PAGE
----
Rice fields in some counties are “underwater “due to the excessive rain in the last days of June. As I drove (07/02/14) in Monroe, Woodruff, and St. Francis Counties, I saw fields of soybean and rice covered with water. Information on soybean conditions has been given here. Though not as fast as soybeans, rice in an “underwater “situation could also die unless it possesses specialized genes that enable it to breathe.
The rice cultivars we grow here currently do not have those genes to my knowledge. However, as rice is more resilient under excessive water, I would like to speculate the possible disease related problems that may be associated.
Although rice leaf blast has been on the go in the last two weeks, the fungus that causes rice blast does not like anaerobic conditions. Therefore, the disease would be suppressed and momentarily, it will not be a problem in these fields.
Autumn decline that makes roots black and causes root rotting is a phenomenon that worsens in anaerobic conditions. Therefore, the excessive water could aggravate the problem more in fields with history.
The fungus that cause sheath blight in rice is ubiquitous and may take chance to reach to the upper canopy faster than normal since the fungus structures that start infection normally float on flood water. Infection could start at any water level in the height of the crop. Therefore, it is likely to detect sheath blight lesions at the upper leaves and sheath after the flood subsides. Note that the upper three leaves including the flag leaf are very important for yield and quality of rice grain and they should be protected.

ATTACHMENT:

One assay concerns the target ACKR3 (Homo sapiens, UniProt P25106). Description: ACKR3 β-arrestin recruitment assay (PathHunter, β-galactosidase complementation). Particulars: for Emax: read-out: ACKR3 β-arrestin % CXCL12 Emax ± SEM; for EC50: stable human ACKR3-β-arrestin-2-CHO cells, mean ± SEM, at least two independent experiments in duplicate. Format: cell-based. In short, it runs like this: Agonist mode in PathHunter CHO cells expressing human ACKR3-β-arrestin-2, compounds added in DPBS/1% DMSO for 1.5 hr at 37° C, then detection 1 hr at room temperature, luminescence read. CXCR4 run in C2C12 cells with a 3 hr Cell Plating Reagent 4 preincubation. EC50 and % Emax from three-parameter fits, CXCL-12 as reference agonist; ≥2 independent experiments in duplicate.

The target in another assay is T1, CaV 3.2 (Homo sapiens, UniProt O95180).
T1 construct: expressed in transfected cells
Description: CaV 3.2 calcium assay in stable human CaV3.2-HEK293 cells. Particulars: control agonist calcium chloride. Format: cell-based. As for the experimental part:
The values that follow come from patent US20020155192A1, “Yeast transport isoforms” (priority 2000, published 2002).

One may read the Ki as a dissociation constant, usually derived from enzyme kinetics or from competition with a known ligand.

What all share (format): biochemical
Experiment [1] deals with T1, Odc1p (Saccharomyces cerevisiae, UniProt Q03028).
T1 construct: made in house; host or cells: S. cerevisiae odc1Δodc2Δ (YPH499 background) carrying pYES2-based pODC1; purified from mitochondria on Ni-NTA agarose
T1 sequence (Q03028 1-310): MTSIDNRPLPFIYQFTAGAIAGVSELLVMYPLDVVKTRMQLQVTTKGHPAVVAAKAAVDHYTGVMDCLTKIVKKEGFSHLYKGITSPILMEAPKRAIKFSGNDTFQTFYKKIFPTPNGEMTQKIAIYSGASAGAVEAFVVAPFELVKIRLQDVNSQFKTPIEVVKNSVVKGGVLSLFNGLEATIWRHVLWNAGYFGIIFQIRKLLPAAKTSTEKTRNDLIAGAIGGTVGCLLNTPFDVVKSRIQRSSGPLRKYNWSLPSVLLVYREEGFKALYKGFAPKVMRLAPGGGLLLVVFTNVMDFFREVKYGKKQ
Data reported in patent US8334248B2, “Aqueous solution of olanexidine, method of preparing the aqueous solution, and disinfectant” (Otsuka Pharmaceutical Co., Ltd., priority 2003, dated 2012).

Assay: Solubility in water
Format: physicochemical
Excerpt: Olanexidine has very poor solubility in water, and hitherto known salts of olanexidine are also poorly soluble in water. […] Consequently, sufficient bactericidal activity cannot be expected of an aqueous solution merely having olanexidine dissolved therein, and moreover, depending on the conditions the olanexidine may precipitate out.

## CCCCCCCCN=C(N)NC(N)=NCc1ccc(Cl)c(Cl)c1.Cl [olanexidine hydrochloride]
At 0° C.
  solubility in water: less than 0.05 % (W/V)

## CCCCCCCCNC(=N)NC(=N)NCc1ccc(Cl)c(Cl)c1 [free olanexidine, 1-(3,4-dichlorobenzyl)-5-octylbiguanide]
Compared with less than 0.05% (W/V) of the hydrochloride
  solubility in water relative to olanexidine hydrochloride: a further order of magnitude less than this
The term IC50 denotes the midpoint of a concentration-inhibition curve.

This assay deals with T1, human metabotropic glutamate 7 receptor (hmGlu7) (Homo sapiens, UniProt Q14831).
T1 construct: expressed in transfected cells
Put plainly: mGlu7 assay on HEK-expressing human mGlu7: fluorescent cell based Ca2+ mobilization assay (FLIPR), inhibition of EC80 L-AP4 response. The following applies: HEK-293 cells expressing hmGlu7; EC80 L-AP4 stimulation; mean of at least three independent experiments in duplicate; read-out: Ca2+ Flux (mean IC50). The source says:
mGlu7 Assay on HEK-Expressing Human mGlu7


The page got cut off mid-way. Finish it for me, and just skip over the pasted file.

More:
Other than these, stress symptoms and minor root, sheath and leaf diseases may also be associated in incidental underwater situations. Too much of a good thing may not be necessarily good.
What we need to do:
If possible, lower the water level to salvage the crop as soon as possible.
Scout for autumn decline (black root rot). Rice roots from the deep water part of the field (which is anaerobic) need to be compared with rice roots from the levee. In the presence of autumn decline, the field needs to be “drained and dried” to allow oxygen in to soil. To read more on scouting and management of autumn decline, go here.
Scout for sheath blight–taking the level of excessive water into consideration, scout both lower and upper rice crop canopy for possible sheath blight lesions. To read more on scouting and management of sheath blight go here.